Pro tip: Vail in any season is one filled with epic outdoor adventure. Just take your pick from its extensive recreation catalogue.

7
Venice, California

Venice California European-Inspired Small Towns in America

Visit instead of: Venice, Italy

Where to fly: Los Angeles International Airport

When Venice was minted in the first decade of the 20th century, the intention was to create a beach-side resort reminiscent of Venice, Italy, with canals and waterways winding throughout the town. Since being incorporated with Los Angeles in 1926, though, Venice has changed in some ways—but the canals serve as a testament to its true origin, leaving the area with a uniquely Italian quality.

Pro tip: Explore every inch of the Venice Canals with this easy guide by the Los Angeles Times.

8
Frankenmuth, Michigan

outside of a clock shop in frankenmuth michigan
Shutterstock

Visit instead of: Bavaria, Germany

Where to fly: Bishop International Airport

Also known as "Little Bavaria," Frankenmuth has maintained its German roots since it was founded in 1845. Frankenmuth is another great Christmas destination (if you don't mind the cold), as its very own Bronner's Christmas Wonderland claims to be the world's largest Christmas store.

Pro tip: For waterfront views and distinct German heritage (with a side of charming European design), book a stay at the Marv Herzog Hotel.

9
Leavenworth, Washington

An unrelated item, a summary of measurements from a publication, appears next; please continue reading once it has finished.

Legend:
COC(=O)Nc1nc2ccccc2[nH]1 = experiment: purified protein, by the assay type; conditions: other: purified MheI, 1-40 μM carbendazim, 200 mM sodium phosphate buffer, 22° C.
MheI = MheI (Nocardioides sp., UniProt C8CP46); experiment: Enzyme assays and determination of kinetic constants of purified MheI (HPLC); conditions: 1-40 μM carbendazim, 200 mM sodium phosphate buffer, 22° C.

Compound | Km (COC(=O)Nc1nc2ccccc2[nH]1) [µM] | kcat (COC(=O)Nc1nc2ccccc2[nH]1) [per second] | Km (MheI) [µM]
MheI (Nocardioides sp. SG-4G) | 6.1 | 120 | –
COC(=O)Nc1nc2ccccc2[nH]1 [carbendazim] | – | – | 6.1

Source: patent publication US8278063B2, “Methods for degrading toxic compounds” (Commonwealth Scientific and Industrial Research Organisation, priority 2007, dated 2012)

Leavenworth Washington European-Inspired Small Towns in America

Visit instead of: Bavaria, Germany

Where to fly: Seattle-Tacoma International Airport

The town of Leavenworth hasn't always been a hub for German culture—in fact, a visit to Solvang, California in the 1960s inspired Leavenworth to rehabilitate its failing economy with a quick trip through Bavaria. What sets this small town apart, however, is their extensive nutcracker museum, housing more than 6,000 different types of the German-designed toy.

Pro tip: At Hotel-Pension Anna, come for the authentic German decor; stay for the free European breakfast.

10
Pella, Iowa

windmill pella iowa
Shutterstock

Visit instead of: The Netherlands

Where to fly: Des Moines International Airport

Located 40 miles southeast of the capital city of Des Moines, Pella was founded by a group of settlers from the Netherlands in 1847. This Dutch influence can still be felt today with Pella's unique and whimsically warm architecture—even in a city that has become fairly urban within the past few decades.